Criminal MindsCriminal Minds

John says: It's not the most sophisticated show, a la The Sopranos or Mad Men. It's not the most realistic show, like In Therapy or Ghost Hunters. (OK, not Ghost Hunters.) But the mix of grim portrayals, haunted characters and solid good vs. evil story lines makes Criminal Minds a show sure to draw you in every hour -- even if you're a casual viewer. Of course, you will get sick of hearing the word "un-sub" every two minutes, but, if you can forgive that, you'll be treated to well-paced storytelling and a cast of actors who know less is more.

Battlestar GalacticaBattlestar Galactica

Mike says:
Simply put, Battlestar Galactica was challenging, uncompromising and rewarding television. Ron Moore and company took the premise for a mostly cornball '70s sci-fi franchise and delivered a sometimes haunting and sometimes thrilling meditation on loss, faith, identity and community.

BSG
reminded us that science fiction could offer great entertainment and special effects along with absorbing drama and cutting social commentary. As the humans on BSG faced extinction and battled the Cylons, we were reminded of our own real-life nightmares (the occupation of Iraq, the urgent threat of terrorism, the disparity between faiths).

It's hard to argue with star Edward James Olmos, who called BSG "the finest dramatic show in TV history so far," especially while watching the season three finale.

Doctor WhoDoctor Who

Brad says: TV Squad didn't plan a science fiction category for its "Best TV of" lists, but the incredibly successful 2005 relaunch of this British institution certainly belongs on some list. Since the program is more drama than comedy, I picked this category. In a role restarted by Christopher Eccleston and made famous again by David Tennant,

The Doctor proved that a not even a major hiatus, a 1996 American TV movie and a conceptual overhaul could keep him from defeating alien monsters wherever he traveled. The beautiful thing about this program is that it's geared towards children, and British children tend to be about as sophisticated as American adults.

CSICSI: Crime Scene Investigation

Michael P. says:
I can't believe that CSI has run for a decade. I couldn't imagine what CBS would be like if CSI never existed. I am still intrigued by the graphics (I love when they zoom into wounds), multiple flashbacks from different witnesses, the locale, and the use of The Who for their theme song. I will miss the interaction between William Petersen and Marg Helgenberger, but Laurence Fishburne fits right into the show.

The ShieldThe Shield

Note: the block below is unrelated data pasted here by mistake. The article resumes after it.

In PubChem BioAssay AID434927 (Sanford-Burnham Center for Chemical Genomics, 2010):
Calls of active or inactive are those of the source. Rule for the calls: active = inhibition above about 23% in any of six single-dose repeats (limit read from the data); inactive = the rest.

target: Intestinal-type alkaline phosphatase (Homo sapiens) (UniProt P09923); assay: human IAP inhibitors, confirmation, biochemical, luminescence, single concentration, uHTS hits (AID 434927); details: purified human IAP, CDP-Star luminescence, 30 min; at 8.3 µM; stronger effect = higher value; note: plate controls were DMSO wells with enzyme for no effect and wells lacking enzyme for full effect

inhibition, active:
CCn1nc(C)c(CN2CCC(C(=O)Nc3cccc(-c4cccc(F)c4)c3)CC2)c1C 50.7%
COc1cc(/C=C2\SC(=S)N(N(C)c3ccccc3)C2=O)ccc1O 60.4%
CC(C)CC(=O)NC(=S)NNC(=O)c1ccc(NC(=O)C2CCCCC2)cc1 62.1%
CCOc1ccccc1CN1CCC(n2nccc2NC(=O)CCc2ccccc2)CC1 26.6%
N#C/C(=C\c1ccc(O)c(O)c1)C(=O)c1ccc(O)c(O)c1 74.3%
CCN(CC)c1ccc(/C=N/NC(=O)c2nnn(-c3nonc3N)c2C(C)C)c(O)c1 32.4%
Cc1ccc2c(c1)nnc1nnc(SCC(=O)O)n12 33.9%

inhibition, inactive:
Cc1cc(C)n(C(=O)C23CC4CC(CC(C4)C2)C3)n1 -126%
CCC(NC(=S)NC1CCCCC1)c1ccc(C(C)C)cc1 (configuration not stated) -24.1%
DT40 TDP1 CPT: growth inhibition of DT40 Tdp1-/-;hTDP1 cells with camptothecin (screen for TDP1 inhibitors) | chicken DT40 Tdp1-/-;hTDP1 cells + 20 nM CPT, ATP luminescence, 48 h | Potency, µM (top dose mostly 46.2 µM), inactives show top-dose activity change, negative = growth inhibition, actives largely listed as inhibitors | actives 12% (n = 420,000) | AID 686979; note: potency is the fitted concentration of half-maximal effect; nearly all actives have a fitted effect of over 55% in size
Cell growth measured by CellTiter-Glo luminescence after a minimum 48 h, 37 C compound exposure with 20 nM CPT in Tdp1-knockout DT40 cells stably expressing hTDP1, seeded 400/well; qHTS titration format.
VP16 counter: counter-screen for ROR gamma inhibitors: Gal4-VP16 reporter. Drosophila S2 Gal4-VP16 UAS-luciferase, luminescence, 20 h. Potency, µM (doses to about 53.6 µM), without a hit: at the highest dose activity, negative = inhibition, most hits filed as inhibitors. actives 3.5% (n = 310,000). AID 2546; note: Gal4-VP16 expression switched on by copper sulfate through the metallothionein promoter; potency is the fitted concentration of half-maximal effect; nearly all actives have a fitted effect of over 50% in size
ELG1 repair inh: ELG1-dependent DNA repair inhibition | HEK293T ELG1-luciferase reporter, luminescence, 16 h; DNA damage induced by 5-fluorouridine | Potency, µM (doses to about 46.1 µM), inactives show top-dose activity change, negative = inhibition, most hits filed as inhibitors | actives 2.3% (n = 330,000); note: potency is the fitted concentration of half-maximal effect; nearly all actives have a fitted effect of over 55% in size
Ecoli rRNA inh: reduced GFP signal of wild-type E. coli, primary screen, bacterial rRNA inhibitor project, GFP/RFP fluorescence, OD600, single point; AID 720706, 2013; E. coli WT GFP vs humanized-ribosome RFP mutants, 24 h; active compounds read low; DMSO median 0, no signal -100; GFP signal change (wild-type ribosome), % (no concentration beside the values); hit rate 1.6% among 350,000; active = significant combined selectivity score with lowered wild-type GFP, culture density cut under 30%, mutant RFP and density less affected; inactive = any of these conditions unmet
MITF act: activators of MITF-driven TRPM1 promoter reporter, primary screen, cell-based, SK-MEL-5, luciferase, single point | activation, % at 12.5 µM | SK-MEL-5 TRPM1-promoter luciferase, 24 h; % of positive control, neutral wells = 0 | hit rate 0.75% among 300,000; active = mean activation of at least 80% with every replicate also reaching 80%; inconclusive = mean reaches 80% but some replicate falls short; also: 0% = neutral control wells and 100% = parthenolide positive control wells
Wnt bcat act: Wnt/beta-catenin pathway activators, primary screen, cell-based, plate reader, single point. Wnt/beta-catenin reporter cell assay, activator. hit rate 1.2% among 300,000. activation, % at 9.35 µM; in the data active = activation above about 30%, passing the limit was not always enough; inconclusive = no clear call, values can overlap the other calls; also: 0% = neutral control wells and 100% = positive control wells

Jason says:
It was like nothing I'd ever seen on television before. Right from the first episode, I had no idea how I was supposed to feel about Michael Chiklis' Vic Mackey. As the years went by, Shane became a loose cannon, Lem fell victim to his guilty conscience (and Shane), while Ronnie stayed loyal to his bitter end. These guys weren't heroes. In fact, the Barn was full of flawed characters and brilliant acting.

At 88 episodes, The Shield was one of the most impressive long-form narratives in the history of television, and it even managed something many long-running shows can't pull off: a fantastic ending to an outstanding series.

Danny says: The most amazing thing about The Shield wasn't what it did for itself, but what it did for television. It proved you can make an edgy, honest and dangerous show about a very touchy subject and if it walks a fine line without becoming too ridiculous, it will attract an interested audience, a loyal following and just as many accolades as the most watered-down dramas on the formerly-free TV dial. It also turned FX into a powerhouse of original dramas and comedies and gave all of television a major game changer by turning the tables on the networks and showing them that you didn't have to charge your audience a subscription fee to get a quality show.

If NBC had hired goons on their payroll, the cast and crew of The Shield would have been at the top of their "Skulls To Crack" list.

EyesEyes

Bob says: Not only am I one of the few people to even remember this show this fondly, I'm probably the only person in the world who is going to include this on a "best of the decade" list. But oh, this show was so much fun. It had a great cast (led by Timothy Daly) and plots that were 1000 times more complex than I thought they would be (that's a good thing). I actually thought that ABC was going to get behind this show and then...well, they didn't. A damn shame.

The Wire

Nick says: I came late to this one, watching it on DVD. Now I'm glad I did it this way, because it would have pained me to have to wait a whole week to find out what happened next. The Wire is as well-written a drama as I have seen on TV (not surprising coming from David Simon). There are no cheesy cliffhangers, with an obvious set-up like a cop surrounded by gunmen. No, this is just one good story from the beginning of each season to the end, which makes for compulsive viewing. There are no cookie-cutter characters (the closest thing to a stereotype is Jimmy McNulty, the hard-drinking cop who loves his job, but that's just the surface of a character with tremendous depth).

Every good thing you've heard is true - go get the DVDs.